Click here to view the embedded video.

Why is assisted hatching ordered? The most common indications for AH are maternal age (over 37 years of age), elevated FSH levels which can negatively impact egg quality, thick zona pellucida (the original indication), slow embryo progression, lots of fragmentation (fragments can sometimes be removed during the hatching procedure) , previous failed IVF cycles and cryopreserved embryos which may have hardened zonas from the freezing solutions used and the freezing process itself.

Other reasons for ordering assisted hatching is patient preference (e.g. they were successful several years ago using AH and want to do everything the same) and (cynically) there is a procedure code for hatching so labs can charge separately for it.

Is it always needed? No. Hatching was a much more useful technique in the bad old days of cell culture when we could only grow embryos for three days in culture and the medias were not optimized for embryo growth. There is evidence to suggest that zona hardening and failure to thin may have been an unintended consequence of these early culture methods. These concerns and the observations of persistently thick zonas in culture is what prompted Dr. Cohen to want to breach the zona for the embryo since it might not bbe able to breach a hardened zona through simple expansion. There is no evidence that the newer culture systems that support embryo growth to the blastocyst stage result in thick zonas. We routinely see embryos growing to relatively huge sizes with zonas strained to almost invisible thinness just prior to spontaneous hatching in vitro. Frankly, a bigger problem today may be that embryos hatch before we get them into the catheter and back into Mom.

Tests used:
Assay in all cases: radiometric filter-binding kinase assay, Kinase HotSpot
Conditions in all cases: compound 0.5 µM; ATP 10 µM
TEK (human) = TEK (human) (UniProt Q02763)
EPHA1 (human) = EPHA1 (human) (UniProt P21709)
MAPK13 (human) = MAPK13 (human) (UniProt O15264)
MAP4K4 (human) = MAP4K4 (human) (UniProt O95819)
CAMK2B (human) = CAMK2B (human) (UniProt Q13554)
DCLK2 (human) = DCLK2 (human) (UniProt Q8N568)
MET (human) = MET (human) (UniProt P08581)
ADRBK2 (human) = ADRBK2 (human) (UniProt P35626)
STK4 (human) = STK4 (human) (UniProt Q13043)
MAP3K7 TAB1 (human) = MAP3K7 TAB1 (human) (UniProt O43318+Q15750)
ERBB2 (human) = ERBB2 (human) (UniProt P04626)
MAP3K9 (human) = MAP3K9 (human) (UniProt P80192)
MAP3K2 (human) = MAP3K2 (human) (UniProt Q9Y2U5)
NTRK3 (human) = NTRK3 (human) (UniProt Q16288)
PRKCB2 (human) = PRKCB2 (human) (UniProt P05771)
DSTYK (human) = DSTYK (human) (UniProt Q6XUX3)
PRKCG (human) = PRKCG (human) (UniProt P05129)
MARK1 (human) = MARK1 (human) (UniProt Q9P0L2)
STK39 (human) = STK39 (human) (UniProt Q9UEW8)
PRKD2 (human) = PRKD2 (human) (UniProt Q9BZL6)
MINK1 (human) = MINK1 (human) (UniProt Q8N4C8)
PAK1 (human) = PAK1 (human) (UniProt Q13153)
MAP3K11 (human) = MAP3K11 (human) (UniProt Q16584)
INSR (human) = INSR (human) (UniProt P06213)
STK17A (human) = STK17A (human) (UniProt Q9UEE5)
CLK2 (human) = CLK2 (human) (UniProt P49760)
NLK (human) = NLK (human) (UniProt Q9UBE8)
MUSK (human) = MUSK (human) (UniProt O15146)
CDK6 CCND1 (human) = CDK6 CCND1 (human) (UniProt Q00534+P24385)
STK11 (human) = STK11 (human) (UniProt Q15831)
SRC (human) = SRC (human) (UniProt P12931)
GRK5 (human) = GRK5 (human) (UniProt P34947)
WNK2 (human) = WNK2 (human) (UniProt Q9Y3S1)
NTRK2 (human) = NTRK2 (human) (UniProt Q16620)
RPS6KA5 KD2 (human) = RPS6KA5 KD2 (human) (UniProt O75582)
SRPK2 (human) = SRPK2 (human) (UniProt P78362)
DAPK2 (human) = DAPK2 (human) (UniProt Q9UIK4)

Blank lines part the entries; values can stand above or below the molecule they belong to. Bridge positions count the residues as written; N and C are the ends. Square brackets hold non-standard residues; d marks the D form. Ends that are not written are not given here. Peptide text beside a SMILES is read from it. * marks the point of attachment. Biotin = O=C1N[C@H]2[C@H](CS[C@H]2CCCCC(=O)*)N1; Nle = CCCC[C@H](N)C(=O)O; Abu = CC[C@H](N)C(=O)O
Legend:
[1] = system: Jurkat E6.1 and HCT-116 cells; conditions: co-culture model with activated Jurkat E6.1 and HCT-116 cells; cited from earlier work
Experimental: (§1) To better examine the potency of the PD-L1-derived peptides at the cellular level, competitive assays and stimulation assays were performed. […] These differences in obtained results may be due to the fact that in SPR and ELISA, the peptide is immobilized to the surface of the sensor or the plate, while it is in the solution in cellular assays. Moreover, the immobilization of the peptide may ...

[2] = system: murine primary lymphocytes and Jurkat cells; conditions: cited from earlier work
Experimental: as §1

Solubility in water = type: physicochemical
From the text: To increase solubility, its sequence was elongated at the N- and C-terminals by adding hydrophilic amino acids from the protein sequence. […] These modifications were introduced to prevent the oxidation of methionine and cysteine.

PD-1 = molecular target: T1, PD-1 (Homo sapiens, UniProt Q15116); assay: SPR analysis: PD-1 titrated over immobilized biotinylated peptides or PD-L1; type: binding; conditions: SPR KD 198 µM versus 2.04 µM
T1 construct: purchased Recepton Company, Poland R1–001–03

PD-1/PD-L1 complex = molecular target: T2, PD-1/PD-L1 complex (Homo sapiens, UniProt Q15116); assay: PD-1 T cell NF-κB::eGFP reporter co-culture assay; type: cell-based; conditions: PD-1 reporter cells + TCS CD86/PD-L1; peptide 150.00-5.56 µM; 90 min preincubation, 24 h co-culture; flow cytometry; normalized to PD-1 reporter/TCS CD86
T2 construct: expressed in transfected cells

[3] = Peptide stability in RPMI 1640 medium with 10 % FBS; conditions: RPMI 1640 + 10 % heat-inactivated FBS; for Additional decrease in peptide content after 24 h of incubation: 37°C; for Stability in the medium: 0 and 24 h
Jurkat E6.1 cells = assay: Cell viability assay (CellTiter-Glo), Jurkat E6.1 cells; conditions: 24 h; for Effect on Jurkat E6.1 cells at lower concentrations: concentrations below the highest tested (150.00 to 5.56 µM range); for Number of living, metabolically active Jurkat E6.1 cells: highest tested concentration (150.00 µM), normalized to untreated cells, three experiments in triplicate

Assisted hatching of thawed cryopreserved embryos may still be beneficial for implantation according to some studies. Cryopreservation by some methods may cause zona hardening and assisted hatching could theoretically bypass hatching difficulties for these embryo. Most programs would rather hatch “just in case” rather than having to try to explain to the patient why her frozen embryo transfer didn’t work, but her friend who had AH, did get pregnant.